The McLean tonometer, first designed in 1919, was an American hand-held contact tonometer with a family resemblance to the Schiøtz. An example is illustrated to the right. It did not employ any weights and took a reading directly in mmHg, but its readings were generally higher than other instruments (up to 40mmHg) so many considered it to be inaccurate.
The Schiøtz was still offered as a ‘traditional’ instrument (with a choice of straight or oblique scale) in Keeler catalogues of the 1980s but it is now rarely used in the developed world. Before the procedure could begin the footplate had to be sterilised with absolute alcohol or by heating. The practitioner then had to wait for evaporation or cooling to occur. The patient had to be placed in a supine position, without any pillow, and undergo corneal anaesthesia (using Xylocaine). Application of an antibiotic ointment was necessary after the procedure was complete.
Impression tonometers can only record a relative measurement and various unavoidable errors might occur due to contraction of the extra-ocular muscles or an eye having a particularly rigid outer coating. Accommodation (which causes IOP to drop) was also a problem, as the patient would somewhat naturally attempt to focus on the instrument heading straight for his eye.
Mention should also be made of the French tonometer of Paul Bailliart (1923) and the Berens-Tollman Indicator of 1950 although this latter instrument was intended for glaucoma screening rather than diagnosis.
This is one of the late generation East German weighted impression tonometers made by Carl Zeiss (Jena). It came in a distinctive screw container, so it could always be stored vertically when not in use. This example was previously used in the Department of Ophthalmic Optics at Aston University.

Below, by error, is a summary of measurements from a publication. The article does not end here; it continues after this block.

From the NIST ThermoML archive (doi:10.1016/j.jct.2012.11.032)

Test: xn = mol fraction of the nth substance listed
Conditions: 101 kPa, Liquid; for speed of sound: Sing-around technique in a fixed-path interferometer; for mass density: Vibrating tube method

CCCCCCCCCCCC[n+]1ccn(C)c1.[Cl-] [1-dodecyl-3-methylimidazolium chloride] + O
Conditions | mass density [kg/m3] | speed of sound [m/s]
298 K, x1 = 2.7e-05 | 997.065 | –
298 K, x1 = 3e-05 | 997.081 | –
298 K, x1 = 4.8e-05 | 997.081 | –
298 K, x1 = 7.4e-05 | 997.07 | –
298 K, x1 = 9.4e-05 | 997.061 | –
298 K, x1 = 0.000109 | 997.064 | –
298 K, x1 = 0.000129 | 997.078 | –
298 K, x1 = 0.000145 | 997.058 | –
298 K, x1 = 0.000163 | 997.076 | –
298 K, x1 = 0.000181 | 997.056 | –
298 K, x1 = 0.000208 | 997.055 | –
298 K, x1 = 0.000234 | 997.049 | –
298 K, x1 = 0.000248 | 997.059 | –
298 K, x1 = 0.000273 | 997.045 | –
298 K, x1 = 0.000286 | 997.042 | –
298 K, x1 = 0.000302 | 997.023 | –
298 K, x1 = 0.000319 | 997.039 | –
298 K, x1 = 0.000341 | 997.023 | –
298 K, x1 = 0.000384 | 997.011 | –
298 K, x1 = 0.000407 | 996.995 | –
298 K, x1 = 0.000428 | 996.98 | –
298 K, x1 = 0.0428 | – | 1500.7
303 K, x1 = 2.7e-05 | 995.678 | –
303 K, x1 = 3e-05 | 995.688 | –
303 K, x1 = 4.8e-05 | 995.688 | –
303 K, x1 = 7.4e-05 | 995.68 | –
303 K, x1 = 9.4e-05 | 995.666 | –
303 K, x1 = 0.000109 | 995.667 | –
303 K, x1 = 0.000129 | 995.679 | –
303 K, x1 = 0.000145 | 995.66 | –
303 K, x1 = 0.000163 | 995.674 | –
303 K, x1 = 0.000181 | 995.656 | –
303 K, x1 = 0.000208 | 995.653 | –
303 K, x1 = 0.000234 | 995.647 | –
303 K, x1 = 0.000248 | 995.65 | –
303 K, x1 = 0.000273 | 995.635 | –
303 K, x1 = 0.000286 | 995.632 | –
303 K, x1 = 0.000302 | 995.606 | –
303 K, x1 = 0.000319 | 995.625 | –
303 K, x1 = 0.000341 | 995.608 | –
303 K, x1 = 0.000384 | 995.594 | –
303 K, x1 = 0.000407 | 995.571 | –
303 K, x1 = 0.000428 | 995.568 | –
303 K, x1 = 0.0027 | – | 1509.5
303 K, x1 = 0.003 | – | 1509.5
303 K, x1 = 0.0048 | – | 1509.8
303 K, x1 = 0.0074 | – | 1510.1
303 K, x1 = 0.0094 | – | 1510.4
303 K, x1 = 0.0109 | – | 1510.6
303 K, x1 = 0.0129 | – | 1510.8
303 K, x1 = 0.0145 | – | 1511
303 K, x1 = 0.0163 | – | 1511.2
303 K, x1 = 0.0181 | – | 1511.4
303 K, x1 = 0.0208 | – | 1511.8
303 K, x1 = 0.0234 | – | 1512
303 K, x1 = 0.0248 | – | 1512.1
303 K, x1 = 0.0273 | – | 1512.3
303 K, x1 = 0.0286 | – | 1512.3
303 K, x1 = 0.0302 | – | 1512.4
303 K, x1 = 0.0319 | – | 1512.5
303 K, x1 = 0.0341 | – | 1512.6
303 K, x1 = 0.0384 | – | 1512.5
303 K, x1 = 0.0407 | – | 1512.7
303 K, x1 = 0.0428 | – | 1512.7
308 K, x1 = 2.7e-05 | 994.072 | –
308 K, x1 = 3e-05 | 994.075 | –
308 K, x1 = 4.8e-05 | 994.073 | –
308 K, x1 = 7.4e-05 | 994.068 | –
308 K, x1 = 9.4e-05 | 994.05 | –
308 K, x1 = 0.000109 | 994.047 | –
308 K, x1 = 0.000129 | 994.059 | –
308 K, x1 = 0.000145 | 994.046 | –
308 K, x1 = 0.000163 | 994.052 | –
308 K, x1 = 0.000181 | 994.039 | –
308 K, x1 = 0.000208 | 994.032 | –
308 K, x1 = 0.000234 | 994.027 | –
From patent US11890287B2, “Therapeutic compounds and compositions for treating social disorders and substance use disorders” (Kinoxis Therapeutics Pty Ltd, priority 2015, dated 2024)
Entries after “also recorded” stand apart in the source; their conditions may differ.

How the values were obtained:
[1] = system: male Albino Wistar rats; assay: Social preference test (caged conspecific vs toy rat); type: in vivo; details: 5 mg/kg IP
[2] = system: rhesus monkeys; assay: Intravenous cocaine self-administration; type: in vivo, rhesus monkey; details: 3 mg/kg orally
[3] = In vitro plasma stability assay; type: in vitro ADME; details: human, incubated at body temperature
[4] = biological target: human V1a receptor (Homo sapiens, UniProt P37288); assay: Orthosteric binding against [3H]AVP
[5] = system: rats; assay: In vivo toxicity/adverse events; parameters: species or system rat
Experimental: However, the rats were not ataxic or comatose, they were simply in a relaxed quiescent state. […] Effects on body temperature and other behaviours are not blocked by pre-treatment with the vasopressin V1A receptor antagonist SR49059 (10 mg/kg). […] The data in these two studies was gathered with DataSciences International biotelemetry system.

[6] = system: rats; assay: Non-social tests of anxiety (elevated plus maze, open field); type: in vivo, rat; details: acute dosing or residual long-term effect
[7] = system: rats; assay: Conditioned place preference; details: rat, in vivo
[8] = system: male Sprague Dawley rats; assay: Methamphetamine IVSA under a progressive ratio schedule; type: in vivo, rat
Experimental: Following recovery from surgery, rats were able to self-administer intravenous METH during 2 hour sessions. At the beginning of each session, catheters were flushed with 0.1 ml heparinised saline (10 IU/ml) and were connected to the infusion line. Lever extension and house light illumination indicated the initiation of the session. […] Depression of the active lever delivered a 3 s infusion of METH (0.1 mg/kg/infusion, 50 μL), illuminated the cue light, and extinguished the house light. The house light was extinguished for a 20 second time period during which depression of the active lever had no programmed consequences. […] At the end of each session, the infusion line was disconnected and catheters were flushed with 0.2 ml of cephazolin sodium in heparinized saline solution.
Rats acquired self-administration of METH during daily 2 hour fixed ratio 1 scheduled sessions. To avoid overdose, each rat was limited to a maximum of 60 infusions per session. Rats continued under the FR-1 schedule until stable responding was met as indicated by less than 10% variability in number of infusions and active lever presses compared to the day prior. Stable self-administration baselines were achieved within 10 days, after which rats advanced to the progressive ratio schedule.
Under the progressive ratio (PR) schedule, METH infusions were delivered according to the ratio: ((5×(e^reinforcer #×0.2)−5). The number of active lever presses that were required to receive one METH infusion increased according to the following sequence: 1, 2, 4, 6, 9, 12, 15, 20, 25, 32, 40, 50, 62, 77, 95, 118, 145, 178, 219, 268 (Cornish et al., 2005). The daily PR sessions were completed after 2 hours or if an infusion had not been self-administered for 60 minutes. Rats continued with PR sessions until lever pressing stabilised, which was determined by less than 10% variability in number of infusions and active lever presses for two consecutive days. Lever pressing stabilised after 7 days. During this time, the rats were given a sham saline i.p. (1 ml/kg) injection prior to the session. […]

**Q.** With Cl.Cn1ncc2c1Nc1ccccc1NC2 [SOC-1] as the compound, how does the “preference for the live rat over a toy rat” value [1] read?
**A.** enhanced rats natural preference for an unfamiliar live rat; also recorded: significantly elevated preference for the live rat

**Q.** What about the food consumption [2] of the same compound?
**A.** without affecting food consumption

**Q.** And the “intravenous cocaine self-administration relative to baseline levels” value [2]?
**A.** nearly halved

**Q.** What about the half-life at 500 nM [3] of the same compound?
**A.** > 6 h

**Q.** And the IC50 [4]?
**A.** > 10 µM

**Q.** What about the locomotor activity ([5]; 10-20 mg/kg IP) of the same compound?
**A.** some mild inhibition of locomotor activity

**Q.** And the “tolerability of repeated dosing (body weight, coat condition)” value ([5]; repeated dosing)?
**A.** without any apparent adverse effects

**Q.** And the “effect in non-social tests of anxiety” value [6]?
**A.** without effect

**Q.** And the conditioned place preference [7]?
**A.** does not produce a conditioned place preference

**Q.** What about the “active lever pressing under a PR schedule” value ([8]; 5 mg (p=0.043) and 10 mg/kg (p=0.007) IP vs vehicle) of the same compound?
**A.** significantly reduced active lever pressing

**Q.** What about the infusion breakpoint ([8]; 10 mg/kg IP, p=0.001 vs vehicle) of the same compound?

The instrument to the left is the IC Tonometer from the 1950s, supplied by the Takata Ophthalmic Instrument Company of Tokyo. As an electronic hand-held contact tonometer it is fair to say that this instrument was far from common, particularly within an optometric practice as opposed, say, to a hospital eye clinic. It does however represent an interesting if expensive attempt to eliminate friction from the tonometry process. We may note the handwritten card detailing pressure values secured to the unit with sellotape. No matter how well they're designed the owners of instruments always find useful modifications to make to them when in use. The battery life of this device was three hours but given its frequency of use that was more than ample. This specimen was donated to the BOA Museum in memory of the late Alan Coulson FCOptom D.Orth.
The alternative applanation technique, in which the amount of corneal flattening produced by a known weight is measured, was pioneered by Von Graefe's pupil, Weber (1867) and Alexei Maklakov of the Moscow Eye Hospital (1885), the latter specialist helped by the availability since 1884 of localised anaesthesia. Maklakov tonometers are still used in some parts of the world today.
The Goldmann Tonometer, introduced by another Bern professor in 1954, pressed a plexiglass plate onto the cornea, controlled by a coiled spring and lever system. Because of the very small area touched, ocular rigidity did not affect the quality of the readings. The Goldmann method of applanation differed from Maklakov’s in that it measured the weight required to produce a given amount of corneal flattening. It carried far less risk than the Schiøtz impression method, meaning that it was now more acceptable to take the five readings in a single day necessary to determine the diurnal curve chart of a new glaucoma patient. The instrument came to be available in two types. Type R remained mounted to a slit lamp and was compatible with most brands of that instrument, including those made by Keeler, Haag-Streit or Zeiss. Type T could be brought out for use when desired and fitted a guide plate on the slit lamp. It could be used in two possible positions. A permanent fixture became more attractive to optical practitioners. The AO Applanation Tonometer, marketed heavily in the early 1970s, mounted permanently to an American Optical Company or Haag-Streit slit lamp and could be incorporated into the practitioner’s normal biomicroscopic examination.
Late twentieth century tonometer design featured various mechanical and non-mechanical innovations. The Mackay Marg model of 1959 was the first electronic tonometer and can be said to have combined the principles of applanation and indentation.